Once a Student, Now an Expert

June 11, 2014

Communications Staff

Yolanda Cruz in her lab
As a Fulbright recipient, Professor of Biology Yolanda Cruz is lending her expertise in developmental genetics and epigenetics at the University of the Philippines.
Photo credit: Tanya Rosen-Jones

Yolanda Cruz, Danforth Professor of Biology, has received an award from the Fulbright Foreign Scholarship Board to extend her teaching and research experience in molecular, cell, and developmental biology to help educate and train graduate students in the Molecular and Biotechnology Program at the Los Baños campus of the University of the Philippines (UPLB).

With her Fulbright award, Cruz is spending the summer on the UPLB campus during the first semester of the school’s 2014-2015 academic year. The arrangement will enable her to teach two new graduate-level courses in developmental genetics and epigenetics—which is the study of hereditary changes in cells that are not caused by changes in the DNA sequence—during the first half of the same 16-week semester. She will also assist in relevant lab exercises.

At Oberlin, Cruz also teaches courses in developmental biology and epigenetics, and supervises a practicum in health careers each semester. Her primary research interest is marsupial reproduction and development.

Cruz regards her Fulbright scholarship as an opportunity to repay a debt of gratitude to the institution where she got her start as a research developmental biologist. Born and raised in the Philippines, Cruz attended a private grade school located on the university campus; she received her high school diploma from UPLB’s science-teaching lab; and she received her undergraduate and master’s degrees from UPLB’s College of Agriculture.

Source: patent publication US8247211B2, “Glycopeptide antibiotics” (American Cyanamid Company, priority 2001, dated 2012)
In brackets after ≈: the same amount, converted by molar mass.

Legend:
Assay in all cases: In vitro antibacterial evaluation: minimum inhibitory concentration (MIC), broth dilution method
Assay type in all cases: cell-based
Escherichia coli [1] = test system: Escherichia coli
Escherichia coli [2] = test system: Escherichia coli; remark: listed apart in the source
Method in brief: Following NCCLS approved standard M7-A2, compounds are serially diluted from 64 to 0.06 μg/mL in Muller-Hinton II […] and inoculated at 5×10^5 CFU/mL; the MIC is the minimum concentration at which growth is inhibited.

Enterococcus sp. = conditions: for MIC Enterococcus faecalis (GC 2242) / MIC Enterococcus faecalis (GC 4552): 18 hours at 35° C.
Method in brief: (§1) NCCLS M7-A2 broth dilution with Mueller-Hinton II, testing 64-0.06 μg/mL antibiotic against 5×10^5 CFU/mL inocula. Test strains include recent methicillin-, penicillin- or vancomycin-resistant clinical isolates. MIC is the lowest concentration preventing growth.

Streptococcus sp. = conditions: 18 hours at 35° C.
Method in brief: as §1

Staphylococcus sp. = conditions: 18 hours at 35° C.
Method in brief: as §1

Her work during the Fulbright period is intended to update and expand the interdisciplinary Molecular and Biotechnology curriculum, foster ongoing collaboration with UPLB faculty, and develop a long-term mentoring relationship with students as they transition to become researchers and teachers.

With her award Cruz is also aiming to make a modest contribution to the effort to harness biotechnological advances that can improve human lives: Much of humanity remains untouched or underserved by biotechnological advances, and scholars have found that this is due in large part to the dearth of educational opportunities in science and technology in the developing world.

In addition to teaching at UPLB, Cruz will assist with the university’s participation in an effort led by the Association of Southeast Asian Nations (ASEAN) to enhance collaboration among higher education institutions in Southeast Asia. The objective is for universities and ASEAN member countries to join the global effort to improve people’s lives through education and modernization.

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